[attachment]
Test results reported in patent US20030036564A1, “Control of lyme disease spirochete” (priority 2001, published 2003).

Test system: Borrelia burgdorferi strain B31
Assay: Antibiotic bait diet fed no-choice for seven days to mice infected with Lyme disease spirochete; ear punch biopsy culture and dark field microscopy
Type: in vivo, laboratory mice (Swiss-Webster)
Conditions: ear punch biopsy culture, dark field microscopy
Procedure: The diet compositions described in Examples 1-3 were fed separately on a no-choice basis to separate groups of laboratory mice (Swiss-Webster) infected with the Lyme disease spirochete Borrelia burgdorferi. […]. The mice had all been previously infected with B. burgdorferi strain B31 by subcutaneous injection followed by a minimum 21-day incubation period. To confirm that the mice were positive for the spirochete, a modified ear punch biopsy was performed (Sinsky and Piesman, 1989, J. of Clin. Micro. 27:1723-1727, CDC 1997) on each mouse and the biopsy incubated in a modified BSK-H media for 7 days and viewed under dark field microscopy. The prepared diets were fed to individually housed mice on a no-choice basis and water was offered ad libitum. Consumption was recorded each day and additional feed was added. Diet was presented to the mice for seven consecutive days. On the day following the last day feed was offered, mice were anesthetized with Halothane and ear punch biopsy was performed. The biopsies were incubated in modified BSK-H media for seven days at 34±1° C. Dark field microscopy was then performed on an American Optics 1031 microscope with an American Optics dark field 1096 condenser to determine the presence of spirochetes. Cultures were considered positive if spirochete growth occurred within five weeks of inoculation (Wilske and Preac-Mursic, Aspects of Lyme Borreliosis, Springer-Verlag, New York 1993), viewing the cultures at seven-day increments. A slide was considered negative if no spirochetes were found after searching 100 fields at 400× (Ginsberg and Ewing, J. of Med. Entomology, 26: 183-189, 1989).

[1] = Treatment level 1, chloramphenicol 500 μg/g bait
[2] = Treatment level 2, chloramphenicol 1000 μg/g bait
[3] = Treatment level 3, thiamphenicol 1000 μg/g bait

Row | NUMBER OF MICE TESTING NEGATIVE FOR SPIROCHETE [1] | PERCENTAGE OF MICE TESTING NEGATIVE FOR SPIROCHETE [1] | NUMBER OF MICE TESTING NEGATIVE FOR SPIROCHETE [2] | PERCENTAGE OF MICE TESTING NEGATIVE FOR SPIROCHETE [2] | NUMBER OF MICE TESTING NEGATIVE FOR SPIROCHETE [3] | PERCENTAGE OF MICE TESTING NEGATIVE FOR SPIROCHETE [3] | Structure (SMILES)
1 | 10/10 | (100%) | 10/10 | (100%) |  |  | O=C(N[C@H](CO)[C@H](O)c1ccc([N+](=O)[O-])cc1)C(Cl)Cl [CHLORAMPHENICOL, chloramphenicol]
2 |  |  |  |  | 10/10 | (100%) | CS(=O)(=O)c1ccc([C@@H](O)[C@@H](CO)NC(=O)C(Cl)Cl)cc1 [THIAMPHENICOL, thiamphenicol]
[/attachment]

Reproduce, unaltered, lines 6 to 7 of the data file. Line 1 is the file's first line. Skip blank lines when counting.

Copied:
Procedure: The diet compositions described in Examples 1-3 were fed separately on a no-choice basis to separate groups of laboratory mice (Swiss-Webster) infected with the Lyme disease spirochete Borrelia burgdorferi. […]. The mice had all been previously infected with B. burgdorferi strain B31 by subcutaneous injection followed by a minimum 21-day incubation period. To confirm that the mice were positive for the spirochete, a modified ear punch biopsy was performed (Sinsky and Piesman, 1989, J. of Clin. Micro. 27:1723-1727, CDC 1997) on each mouse and the biopsy incubated in a modified BSK-H media for 7 days and viewed under dark field microscopy. The prepared diets were fed to individually housed mice on a no-choice basis and water was offered ad libitum. Consumption was recorded each day and additional feed was added. Diet was presented to the mice for seven consecutive days. On the day following the last day feed was offered, mice were anesthetized with Halothane and ear punch biopsy was performed. The biopsies were incubated in modified BSK-H media for seven days at 34±1° C. Dark field microscopy was then performed on an American Optics 1031 microscope with an American Optics dark field 1096 condenser to determine the presence of spirochetes. Cultures were considered positive if spirochete growth occurred within five weeks of inoculation (Wilske and Preac-Mursic, Aspects of Lyme Borreliosis, Springer-Verlag, New York 1993), viewing the cultures at seven-day increments. A slide was considered negative if no spirochetes were found after searching 100 fields at 400× (Ginsberg and Ewing, J. of Med. Entomology, 26: 183-189, 1989).

[1] = Treatment level 1, chloramphenicol 500 μg/g bait